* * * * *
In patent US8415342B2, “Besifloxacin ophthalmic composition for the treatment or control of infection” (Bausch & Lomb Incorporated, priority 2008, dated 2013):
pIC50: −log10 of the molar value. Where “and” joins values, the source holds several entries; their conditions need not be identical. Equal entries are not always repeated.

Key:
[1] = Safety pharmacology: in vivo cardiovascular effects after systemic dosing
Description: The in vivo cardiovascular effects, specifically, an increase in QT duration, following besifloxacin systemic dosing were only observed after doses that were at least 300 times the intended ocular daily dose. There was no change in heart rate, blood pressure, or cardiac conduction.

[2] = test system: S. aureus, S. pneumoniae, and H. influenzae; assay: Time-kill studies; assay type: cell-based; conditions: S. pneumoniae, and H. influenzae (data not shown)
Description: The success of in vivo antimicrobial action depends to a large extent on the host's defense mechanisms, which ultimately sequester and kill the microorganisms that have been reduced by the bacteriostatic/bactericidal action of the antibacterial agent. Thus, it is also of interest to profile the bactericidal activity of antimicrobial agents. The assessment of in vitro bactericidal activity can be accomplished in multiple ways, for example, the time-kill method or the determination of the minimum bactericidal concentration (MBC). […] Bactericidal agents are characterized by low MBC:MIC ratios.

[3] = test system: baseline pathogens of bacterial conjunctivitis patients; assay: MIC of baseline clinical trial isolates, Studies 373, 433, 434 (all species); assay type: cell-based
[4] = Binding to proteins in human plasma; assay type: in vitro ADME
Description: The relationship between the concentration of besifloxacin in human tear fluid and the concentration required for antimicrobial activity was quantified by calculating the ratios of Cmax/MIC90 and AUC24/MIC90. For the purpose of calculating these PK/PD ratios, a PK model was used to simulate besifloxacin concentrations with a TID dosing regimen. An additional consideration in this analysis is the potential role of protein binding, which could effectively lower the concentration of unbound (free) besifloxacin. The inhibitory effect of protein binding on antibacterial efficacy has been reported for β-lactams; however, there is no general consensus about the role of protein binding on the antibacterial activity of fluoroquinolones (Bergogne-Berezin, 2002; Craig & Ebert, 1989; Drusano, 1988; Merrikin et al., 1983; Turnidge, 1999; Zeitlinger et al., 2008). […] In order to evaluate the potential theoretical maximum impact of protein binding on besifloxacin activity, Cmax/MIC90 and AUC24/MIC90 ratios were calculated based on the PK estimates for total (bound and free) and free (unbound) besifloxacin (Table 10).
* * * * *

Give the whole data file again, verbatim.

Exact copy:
In patent US8415342B2, “Besifloxacin ophthalmic composition for the treatment or control of infection” (Bausch & Lomb Incorporated, priority 2008, dated 2013):
pIC50: −log10 of the molar value. Where “and” joins values, the source holds several entries; their conditions need not be identical. Equal entries are not always repeated.

Key:
[1] = Safety pharmacology: in vivo cardiovascular effects after systemic dosing
Description: The in vivo cardiovascular effects, specifically, an increase in QT duration, following besifloxacin systemic dosing were only observed after doses that were at least 300 times the intended ocular daily dose. There was no change in heart rate, blood pressure, or cardiac conduction.

[2] = test system: S. aureus, S. pneumoniae, and H. influenzae; assay: Time-kill studies; assay type: cell-based; conditions: S. pneumoniae, and H. influenzae (data not shown)
Description: The success of in vivo antimicrobial action depends to a large extent on the host's defense mechanisms, which ultimately sequester and kill the microorganisms that have been reduced by the bacteriostatic/bactericidal action of the antibacterial agent. Thus, it is also of interest to profile the bactericidal activity of antimicrobial agents. The assessment of in vitro bactericidal activity can be accomplished in multiple ways, for example, the time-kill method or the determination of the minimum bactericidal concentration (MBC). […] Bactericidal agents are characterized by low MBC:MIC ratios.

[3] = test system: baseline pathogens of bacterial conjunctivitis patients; assay: MIC of baseline clinical trial isolates, Studies 373, 433, 434 (all species); assay type: cell-based
[4] = Binding to proteins in human plasma; assay type: in vitro ADME
Description: The relationship between the concentration of besifloxacin in human tear fluid and the concentration required for antimicrobial activity was quantified by calculating the ratios of Cmax/MIC90 and AUC24/MIC90. For the purpose of calculating these PK/PD ratios, a PK model was used to simulate besifloxacin concentrations with a TID dosing regimen. An additional consideration in this analysis is the potential role of protein binding, which could effectively lower the concentration of unbound (free) besifloxacin. The inhibitory effect of protein binding on antibacterial efficacy has been reported for β-lactams; however, there is no general consensus about the role of protein binding on the antibacterial activity of fluoroquinolones (Bergogne-Berezin, 2002; Craig & Ebert, 1989; Drusano, 1988; Merrikin et al., 1983; Turnidge, 1999; Zeitlinger et al., 2008). […] In order to evaluate the potential theoretical maximum impact of protein binding on besifloxacin activity, Cmax/MIC90 and AUC24/MIC90 ratios were calculated based on the PK estimates for total (bound and free) and free (unbound) besifloxacin (Table 10).